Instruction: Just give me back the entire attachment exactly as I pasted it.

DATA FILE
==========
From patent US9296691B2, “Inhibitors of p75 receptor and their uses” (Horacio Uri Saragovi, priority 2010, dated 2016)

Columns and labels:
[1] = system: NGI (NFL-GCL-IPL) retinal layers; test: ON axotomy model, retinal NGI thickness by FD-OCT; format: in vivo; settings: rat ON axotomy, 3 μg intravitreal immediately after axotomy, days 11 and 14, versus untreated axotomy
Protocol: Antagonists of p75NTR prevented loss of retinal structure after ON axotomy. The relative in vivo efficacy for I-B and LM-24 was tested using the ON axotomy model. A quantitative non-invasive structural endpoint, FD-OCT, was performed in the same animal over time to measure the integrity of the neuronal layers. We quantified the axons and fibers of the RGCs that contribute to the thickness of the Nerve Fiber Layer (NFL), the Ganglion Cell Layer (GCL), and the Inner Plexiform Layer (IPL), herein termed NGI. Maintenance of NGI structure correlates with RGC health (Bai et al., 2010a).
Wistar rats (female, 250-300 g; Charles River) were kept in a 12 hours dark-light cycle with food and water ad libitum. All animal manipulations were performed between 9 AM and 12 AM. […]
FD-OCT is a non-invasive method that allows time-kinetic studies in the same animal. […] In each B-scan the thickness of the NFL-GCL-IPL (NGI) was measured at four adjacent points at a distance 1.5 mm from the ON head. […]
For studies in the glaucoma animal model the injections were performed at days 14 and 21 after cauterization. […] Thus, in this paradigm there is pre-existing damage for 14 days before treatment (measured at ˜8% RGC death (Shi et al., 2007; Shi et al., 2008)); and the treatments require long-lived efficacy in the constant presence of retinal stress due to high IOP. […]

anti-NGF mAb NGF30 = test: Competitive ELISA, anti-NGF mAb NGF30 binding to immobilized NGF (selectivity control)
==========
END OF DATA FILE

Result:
From patent US9296691B2, “Inhibitors of p75 receptor and their uses” (Horacio Uri Saragovi, priority 2010, dated 2016)

Columns and labels:
[1] = system: NGI (NFL-GCL-IPL) retinal layers; test: ON axotomy model, retinal NGI thickness by FD-OCT; format: in vivo; settings: rat ON axotomy, 3 μg intravitreal immediately after axotomy, days 11 and 14, versus untreated axotomy
Protocol: Antagonists of p75NTR prevented loss of retinal structure after ON axotomy. The relative in vivo efficacy for I-B and LM-24 was tested using the ON axotomy model. A quantitative non-invasive structural endpoint, FD-OCT, was performed in the same animal over time to measure the integrity of the neuronal layers. We quantified the axons and fibers of the RGCs that contribute to the thickness of the Nerve Fiber Layer (NFL), the Ganglion Cell Layer (GCL), and the Inner Plexiform Layer (IPL), herein termed NGI. Maintenance of NGI structure correlates with RGC health (Bai et al., 2010a).
Wistar rats (female, 250-300 g; Charles River) were kept in a 12 hours dark-light cycle with food and water ad libitum. All animal manipulations were performed between 9 AM and 12 AM. […]
FD-OCT is a non-invasive method that allows time-kinetic studies in the same animal. […] In each B-scan the thickness of the NFL-GCL-IPL (NGI) was measured at four adjacent points at a distance 1.5 mm from the ON head. […]
For studies in the glaucoma animal model the injections were performed at days 14 and 21 after cauterization. […] Thus, in this paradigm there is pre-existing damage for 14 days before treatment (measured at ˜8% RGC death (Shi et al., 2007; Shi et al., 2008)); and the treatments require long-lived efficacy in the constant presence of retinal stress due to high IOP. […]

anti-NGF mAb NGF30 = test: Competitive ELISA, anti-NGF mAb NGF30 binding to immobilized NGF (selectivity control)